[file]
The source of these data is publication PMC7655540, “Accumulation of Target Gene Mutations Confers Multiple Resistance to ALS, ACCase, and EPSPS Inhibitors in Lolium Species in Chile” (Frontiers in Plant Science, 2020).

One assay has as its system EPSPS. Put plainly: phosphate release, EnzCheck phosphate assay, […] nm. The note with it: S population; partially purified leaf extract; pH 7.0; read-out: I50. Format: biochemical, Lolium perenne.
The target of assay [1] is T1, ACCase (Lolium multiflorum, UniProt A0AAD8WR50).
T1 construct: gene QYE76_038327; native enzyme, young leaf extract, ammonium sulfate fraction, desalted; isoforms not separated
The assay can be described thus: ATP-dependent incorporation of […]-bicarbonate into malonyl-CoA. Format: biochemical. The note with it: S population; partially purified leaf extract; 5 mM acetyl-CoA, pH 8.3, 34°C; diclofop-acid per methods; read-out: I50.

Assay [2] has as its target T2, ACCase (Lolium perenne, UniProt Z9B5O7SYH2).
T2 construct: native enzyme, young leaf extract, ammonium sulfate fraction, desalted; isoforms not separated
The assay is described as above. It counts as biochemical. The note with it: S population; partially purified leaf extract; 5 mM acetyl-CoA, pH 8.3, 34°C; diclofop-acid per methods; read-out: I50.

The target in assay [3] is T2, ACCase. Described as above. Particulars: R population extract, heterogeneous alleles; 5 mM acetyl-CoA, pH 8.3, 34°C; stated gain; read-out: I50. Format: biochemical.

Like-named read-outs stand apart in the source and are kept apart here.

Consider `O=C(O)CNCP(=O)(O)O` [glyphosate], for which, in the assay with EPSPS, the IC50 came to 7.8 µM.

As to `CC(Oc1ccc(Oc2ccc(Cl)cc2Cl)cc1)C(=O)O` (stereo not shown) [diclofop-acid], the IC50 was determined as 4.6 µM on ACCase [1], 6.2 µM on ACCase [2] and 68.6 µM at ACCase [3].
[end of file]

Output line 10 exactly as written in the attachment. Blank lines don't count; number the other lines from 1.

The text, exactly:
Like-named read-outs stand apart in the source and are kept apart here.